The global chip shortage's cause has been found — it boils down to one company, says report

Intel Chip
Intel Chip (Image credit: 60 Minutes)

What you need to know

  • There has been a global semiconductor crisis ravaging technology supply chains for a large chunk of 2020 and 2021.
  • The chip shortage has affected industries ranging from automobile makers to graphics card manufacturers.
  • According to a new report, the worldwide crisis has an identifiable cause — a company famous for its calculators.

In the event you've attempted to buy a car, one of the best graphics cards, or just about any high-tech toy or smart appliance in between, you've likely noticed the scarcity of supply and high prices floating around. These circumstances didn't arise from thin air; they're the result of a global chip shortage that's slowing production pipelines and supply chains throughout the world across a bevy of industries. And now, a few Taiwan-based companies are calling out the entity they've identified as the root cause of it all.

As reported by DigiTimes, some Taiwan-based tech manufacturers — think smartphones, PCs, and related gadgetry — have singled out Texas Instruments as being at the epicenter of the chip shortage's widespread production pandemonium (via WinFuture). In case the name "Texas Instruments" sounds familiar to you, that's because you very well may have used one of its calculators in your lifetime. That's the company being accused of having a vice grip on global technology output.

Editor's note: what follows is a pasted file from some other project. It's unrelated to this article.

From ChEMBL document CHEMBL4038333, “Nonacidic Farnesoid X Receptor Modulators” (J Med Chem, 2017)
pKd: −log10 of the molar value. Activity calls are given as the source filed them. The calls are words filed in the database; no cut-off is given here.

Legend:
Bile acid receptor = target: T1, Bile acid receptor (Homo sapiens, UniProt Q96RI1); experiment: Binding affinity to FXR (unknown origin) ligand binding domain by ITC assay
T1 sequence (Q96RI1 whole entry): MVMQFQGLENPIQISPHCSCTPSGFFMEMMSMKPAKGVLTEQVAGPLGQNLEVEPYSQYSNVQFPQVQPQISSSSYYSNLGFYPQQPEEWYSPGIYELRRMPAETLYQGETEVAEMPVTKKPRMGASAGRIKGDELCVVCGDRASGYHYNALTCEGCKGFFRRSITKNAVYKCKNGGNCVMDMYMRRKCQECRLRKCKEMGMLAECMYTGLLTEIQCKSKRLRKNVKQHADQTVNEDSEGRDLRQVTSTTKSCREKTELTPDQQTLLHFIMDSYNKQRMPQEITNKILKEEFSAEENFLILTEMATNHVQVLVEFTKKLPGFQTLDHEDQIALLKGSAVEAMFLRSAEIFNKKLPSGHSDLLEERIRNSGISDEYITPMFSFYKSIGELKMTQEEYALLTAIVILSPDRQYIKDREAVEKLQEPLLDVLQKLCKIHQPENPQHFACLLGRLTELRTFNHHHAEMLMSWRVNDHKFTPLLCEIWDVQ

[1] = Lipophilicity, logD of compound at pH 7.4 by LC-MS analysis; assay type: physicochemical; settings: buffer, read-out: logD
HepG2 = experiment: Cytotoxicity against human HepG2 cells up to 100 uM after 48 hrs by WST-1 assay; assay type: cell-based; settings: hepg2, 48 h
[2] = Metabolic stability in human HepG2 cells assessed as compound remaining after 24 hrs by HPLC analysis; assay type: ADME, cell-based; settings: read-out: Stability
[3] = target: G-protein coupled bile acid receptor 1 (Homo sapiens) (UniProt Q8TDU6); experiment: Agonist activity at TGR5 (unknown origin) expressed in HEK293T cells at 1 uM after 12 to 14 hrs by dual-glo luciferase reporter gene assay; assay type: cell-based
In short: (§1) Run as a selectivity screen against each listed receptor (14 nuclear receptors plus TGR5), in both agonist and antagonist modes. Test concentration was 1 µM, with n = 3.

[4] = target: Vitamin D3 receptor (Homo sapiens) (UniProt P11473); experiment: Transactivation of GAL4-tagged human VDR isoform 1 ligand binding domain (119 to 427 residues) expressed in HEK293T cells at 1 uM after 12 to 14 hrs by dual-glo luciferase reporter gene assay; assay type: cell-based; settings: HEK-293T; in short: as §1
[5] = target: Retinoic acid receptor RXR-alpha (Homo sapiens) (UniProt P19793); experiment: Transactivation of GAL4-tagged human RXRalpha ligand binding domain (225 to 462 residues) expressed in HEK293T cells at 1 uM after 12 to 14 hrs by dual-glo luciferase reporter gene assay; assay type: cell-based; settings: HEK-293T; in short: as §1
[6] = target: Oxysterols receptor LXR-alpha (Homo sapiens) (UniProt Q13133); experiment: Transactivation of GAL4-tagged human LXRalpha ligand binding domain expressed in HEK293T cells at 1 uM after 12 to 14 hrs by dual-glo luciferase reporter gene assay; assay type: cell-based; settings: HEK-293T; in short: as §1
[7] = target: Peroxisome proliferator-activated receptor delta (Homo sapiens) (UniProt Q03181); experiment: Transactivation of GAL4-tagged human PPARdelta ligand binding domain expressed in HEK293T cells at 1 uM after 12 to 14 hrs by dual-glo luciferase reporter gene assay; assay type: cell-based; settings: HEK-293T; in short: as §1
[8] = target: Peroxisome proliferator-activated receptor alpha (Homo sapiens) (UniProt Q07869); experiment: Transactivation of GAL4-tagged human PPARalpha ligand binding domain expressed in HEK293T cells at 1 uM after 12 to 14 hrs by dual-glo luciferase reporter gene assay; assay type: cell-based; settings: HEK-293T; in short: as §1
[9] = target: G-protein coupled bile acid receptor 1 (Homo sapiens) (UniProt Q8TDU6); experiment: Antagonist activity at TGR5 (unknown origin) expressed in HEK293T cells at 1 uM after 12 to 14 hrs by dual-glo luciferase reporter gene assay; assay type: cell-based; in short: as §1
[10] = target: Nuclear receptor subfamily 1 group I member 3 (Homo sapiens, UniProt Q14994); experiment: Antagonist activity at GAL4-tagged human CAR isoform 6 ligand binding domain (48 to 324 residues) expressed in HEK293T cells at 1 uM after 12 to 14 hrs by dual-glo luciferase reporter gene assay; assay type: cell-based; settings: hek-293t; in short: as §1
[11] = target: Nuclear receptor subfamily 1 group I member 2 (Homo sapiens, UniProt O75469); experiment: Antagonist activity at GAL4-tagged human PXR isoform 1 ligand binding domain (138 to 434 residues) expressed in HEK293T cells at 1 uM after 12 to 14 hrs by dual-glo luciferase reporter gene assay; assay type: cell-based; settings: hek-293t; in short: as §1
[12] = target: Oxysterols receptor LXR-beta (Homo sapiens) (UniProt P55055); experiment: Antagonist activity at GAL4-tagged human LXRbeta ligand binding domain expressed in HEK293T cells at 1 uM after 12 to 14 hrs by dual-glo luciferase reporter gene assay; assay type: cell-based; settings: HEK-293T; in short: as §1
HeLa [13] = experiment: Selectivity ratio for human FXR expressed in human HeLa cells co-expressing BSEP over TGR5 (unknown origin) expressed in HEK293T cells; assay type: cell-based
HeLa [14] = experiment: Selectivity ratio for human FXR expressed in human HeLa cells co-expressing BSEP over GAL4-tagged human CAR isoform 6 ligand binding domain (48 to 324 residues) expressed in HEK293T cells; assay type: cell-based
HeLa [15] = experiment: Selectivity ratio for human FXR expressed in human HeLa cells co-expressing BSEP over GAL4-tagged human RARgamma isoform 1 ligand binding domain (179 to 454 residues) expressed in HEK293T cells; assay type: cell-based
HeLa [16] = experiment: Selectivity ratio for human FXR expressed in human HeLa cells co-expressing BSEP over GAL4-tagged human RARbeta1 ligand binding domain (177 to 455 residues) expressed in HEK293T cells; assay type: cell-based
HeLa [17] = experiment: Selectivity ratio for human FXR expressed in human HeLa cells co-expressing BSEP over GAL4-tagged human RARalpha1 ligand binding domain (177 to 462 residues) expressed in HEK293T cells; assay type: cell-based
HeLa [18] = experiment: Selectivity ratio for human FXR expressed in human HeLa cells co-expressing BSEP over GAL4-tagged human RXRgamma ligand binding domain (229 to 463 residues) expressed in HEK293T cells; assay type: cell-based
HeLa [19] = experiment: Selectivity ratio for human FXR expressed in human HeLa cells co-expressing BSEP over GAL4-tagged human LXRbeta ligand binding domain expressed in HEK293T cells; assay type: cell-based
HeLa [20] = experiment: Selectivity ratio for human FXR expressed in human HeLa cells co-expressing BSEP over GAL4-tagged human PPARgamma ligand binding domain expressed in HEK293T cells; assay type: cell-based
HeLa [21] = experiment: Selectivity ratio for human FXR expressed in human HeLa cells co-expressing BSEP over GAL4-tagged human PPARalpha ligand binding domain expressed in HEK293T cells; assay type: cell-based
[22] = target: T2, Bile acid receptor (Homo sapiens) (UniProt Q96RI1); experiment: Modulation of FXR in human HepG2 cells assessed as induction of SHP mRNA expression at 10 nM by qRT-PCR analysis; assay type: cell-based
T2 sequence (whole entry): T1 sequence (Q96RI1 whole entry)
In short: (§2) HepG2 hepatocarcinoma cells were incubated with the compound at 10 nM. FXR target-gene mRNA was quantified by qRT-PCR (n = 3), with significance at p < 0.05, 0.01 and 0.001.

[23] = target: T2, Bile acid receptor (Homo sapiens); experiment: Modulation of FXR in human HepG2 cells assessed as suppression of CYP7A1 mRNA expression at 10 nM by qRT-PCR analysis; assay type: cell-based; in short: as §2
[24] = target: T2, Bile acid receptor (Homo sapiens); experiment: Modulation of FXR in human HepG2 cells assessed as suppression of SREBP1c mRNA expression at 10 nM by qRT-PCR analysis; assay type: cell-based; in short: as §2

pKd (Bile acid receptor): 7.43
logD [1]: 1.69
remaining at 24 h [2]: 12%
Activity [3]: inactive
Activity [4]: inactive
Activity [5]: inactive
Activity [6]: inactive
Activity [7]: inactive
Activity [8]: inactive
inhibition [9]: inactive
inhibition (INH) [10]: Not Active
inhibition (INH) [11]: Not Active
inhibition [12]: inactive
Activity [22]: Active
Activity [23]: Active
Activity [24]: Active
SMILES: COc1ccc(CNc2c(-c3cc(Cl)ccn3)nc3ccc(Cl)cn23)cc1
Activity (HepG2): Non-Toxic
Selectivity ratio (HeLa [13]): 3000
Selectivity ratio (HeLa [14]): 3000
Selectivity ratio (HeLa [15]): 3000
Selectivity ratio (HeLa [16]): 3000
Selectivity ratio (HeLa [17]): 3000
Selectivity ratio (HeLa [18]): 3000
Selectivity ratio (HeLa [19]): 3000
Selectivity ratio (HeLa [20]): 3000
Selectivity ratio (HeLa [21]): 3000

This accusation is based on the fact that Texas Instruments manufactures analog chips that are essential for duties such as PC voltage regulation. Said chips are a fundamental part of much computing technology, and are in a more dire supply situation than the advanced, specialized chips the likes of TSMC and co. produce.

The aforementioned Taiwan-based sources say Texas Instruments' inability to ramp up production capacity is the fundamental problem underpinning everything else. The question now is whether this supposed culprit identification will have any impact on the U.S. government's shortage-combatting plans.

Robert Carnevale

Robert Carnevale is the News Editor for Windows Central. He's a big fan of Kinect (it lives on in his heart), Sonic the Hedgehog, and the legendary intersection of those two titans, Sonic Free Riders. He is the author of Cold War 2395. Have a useful tip? Send it to